Research data can be personal and very sensitive. This data must be anonymized before publication or its access must be restricted in such a way that no data protection rights are violated. Consideration of copyright aspects in connection with research data should also not be neglected. Legal advice at an early stage in the research process is strongly recommended.



The resulting data volumes can become very large very quickly - especially in the natural sciences - and from past experience, the amount of data will continue to grow. Handling data in the petabyte range places demands on the storage, backup, archiving and transmission of this data.


One criticism frequently voiced by researchers stems from their concern that others will benefit excessively from their wealth of data, and that they will not achieve the reputation they need for their scientific careers. It should be made clear in this connection that publication should be sought as early and as comprehensively as possible. However, the data may still be published at a later point in time – after the analysis or subject to an embargo period. Sovereignty over the data remains with the data producer.

The additional costs associated with the required handling of the data are also frequently mentioned. It is already possible to also request funding for these costs when submitting applications for research funding. Data management must be regarded as a key element of scientific research and be adequately staffed and funded.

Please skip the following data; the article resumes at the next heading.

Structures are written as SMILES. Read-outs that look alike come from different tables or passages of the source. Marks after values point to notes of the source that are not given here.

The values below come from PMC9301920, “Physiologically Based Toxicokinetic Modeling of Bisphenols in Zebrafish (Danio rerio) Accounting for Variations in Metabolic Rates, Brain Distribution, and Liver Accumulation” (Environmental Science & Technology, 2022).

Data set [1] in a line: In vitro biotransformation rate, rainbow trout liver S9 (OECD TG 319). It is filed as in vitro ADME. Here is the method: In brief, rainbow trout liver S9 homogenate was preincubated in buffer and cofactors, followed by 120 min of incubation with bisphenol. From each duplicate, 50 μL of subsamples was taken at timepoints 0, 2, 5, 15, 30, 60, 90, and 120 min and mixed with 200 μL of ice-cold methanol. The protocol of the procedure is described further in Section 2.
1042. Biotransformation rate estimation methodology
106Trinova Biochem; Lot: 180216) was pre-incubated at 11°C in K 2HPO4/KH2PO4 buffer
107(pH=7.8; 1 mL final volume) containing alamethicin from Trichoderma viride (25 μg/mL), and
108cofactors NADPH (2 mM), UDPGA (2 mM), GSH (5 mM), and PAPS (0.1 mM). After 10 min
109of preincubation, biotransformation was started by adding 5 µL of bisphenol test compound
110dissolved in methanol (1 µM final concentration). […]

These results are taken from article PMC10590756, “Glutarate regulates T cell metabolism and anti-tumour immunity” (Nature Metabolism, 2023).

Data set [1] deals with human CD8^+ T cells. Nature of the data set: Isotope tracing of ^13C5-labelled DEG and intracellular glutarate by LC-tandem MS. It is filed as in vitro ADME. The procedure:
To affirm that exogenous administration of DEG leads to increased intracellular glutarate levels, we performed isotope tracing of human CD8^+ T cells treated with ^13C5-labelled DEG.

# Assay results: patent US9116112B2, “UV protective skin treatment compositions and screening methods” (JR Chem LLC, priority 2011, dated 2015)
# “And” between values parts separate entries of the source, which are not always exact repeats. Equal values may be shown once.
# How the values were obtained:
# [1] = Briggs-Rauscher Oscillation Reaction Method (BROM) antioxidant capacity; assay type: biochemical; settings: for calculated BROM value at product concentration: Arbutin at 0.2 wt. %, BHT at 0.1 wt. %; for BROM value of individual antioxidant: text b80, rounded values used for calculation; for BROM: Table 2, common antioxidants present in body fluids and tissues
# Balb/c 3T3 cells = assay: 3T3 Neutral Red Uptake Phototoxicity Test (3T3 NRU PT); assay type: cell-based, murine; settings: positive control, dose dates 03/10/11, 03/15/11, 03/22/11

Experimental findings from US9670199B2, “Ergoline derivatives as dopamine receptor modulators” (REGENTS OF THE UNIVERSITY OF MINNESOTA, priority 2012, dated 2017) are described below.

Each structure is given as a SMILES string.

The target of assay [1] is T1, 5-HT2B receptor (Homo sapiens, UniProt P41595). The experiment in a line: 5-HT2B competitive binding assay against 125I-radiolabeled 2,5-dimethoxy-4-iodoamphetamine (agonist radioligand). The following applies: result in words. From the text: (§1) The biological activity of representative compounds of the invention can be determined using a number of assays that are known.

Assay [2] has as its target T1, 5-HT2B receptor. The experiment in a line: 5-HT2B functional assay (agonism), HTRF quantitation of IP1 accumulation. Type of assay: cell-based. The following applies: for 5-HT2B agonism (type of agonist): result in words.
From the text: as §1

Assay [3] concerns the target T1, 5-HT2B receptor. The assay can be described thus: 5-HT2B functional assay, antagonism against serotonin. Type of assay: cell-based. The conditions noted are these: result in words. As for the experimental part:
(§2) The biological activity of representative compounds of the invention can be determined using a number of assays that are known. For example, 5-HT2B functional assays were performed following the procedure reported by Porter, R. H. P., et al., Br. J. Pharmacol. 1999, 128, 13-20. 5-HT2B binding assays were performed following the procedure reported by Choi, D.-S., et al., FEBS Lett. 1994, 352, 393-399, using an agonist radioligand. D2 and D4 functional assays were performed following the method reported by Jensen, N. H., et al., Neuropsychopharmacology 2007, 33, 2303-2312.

The process observed in the last few years will further intensify. The publication, reuse, and linking of research data will become standard scientific practice. There is good reason to believe that the boundaries between open access, text publications, and research data will become increasingly blurred; that the topics and tasks will overlap; and that a change of mentality in science will be brought about under the umbrella term open science. In order to achieve acceptance in science, data and their handling must be recognised as a scientific achievement.


  • Wilkinson, M. D., Dumontier, M., Aalbersberg, Ij. J., Appleton, G., Axton, M., Baak, A., Blomberg, N., Boiten, J.-W., Bonino da Silva Santos, L., Bourne, P. E., Bouwman, J., Brookes, A. J., Clark, T., Crosas, M., Dillo, I., Dumon, O., Edmunds, S., Evelo, C. T., Finkers, R., … Mons, B. (2016). The FAIR Guiding Principles for scientific data management and stewardship. Scientific Data, 3.

Further Reading

Further Links

  • – Link to the English-language pages of the German-language information platform about research data
  • – GO FAIR initiative
  • – Registry of Research Data Repositories

Content editor of this page: Matthias Landwehr (Last updated: March 2021)